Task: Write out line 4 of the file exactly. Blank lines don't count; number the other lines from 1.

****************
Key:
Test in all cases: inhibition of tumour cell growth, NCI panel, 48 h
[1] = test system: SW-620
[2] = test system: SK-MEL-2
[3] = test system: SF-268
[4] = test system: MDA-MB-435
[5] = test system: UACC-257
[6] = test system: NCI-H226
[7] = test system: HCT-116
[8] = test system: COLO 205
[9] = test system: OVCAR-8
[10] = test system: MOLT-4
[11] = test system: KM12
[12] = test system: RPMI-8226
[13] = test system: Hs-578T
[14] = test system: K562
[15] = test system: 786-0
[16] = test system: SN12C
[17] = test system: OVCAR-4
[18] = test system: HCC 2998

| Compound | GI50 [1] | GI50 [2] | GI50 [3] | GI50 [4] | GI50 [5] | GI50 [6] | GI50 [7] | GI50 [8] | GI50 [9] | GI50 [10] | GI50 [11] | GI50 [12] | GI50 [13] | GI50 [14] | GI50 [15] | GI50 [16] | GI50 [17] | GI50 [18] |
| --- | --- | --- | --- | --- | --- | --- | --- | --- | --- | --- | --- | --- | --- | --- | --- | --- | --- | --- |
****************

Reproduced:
[2] = test system: SK-MEL-2